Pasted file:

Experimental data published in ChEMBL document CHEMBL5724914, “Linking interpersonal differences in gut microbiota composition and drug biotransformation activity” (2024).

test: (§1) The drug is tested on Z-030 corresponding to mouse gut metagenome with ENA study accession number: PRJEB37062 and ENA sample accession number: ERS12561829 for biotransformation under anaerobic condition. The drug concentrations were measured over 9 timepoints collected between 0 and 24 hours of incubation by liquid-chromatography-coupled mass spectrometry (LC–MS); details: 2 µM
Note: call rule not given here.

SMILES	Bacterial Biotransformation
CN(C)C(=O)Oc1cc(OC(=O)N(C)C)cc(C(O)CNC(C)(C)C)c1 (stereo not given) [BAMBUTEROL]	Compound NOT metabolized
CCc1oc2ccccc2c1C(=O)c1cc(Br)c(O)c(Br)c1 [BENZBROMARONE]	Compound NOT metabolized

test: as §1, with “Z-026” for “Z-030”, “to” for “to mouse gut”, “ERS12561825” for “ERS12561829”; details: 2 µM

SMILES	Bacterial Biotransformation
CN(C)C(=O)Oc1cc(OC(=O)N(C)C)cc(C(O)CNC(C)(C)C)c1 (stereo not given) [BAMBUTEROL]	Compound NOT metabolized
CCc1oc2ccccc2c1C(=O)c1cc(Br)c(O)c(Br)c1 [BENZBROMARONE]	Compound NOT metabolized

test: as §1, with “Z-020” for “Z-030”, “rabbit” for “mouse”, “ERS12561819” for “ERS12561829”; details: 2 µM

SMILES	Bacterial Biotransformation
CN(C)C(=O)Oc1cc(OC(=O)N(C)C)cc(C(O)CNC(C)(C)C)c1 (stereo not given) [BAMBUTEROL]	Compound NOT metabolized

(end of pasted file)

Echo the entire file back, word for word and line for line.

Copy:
Experimental data published in ChEMBL document CHEMBL5724914, “Linking interpersonal differences in gut microbiota composition and drug biotransformation activity” (2024).

test: (§1) The drug is tested on Z-030 corresponding to mouse gut metagenome with ENA study accession number: PRJEB37062 and ENA sample accession number: ERS12561829 for biotransformation under anaerobic condition. The drug concentrations were measured over 9 timepoints collected between 0 and 24 hours of incubation by liquid-chromatography-coupled mass spectrometry (LC–MS); details: 2 µM
Note: call rule not given here.

SMILES	Bacterial Biotransformation
CN(C)C(=O)Oc1cc(OC(=O)N(C)C)cc(C(O)CNC(C)(C)C)c1 (stereo not given) [BAMBUTEROL]	Compound NOT metabolized
CCc1oc2ccccc2c1C(=O)c1cc(Br)c(O)c(Br)c1 [BENZBROMARONE]	Compound NOT metabolized

test: as §1, with “Z-026” for “Z-030”, “to” for “to mouse gut”, “ERS12561825” for “ERS12561829”; details: 2 µM

SMILES	Bacterial Biotransformation
CN(C)C(=O)Oc1cc(OC(=O)N(C)C)cc(C(O)CNC(C)(C)C)c1 (stereo not given) [BAMBUTEROL]	Compound NOT metabolized
CCc1oc2ccccc2c1C(=O)c1cc(Br)c(O)c(Br)c1 [BENZBROMARONE]	Compound NOT metabolized

test: as §1, with “Z-020” for “Z-030”, “rabbit” for “mouse”, “ERS12561819” for “ERS12561829”; details: 2 µM

SMILES	Bacterial Biotransformation
CN(C)C(=O)Oc1cc(OC(=O)N(C)C)cc(C(O)CNC(C)(C)C)c1 (stereo not given) [BAMBUTEROL]	Compound NOT metabolized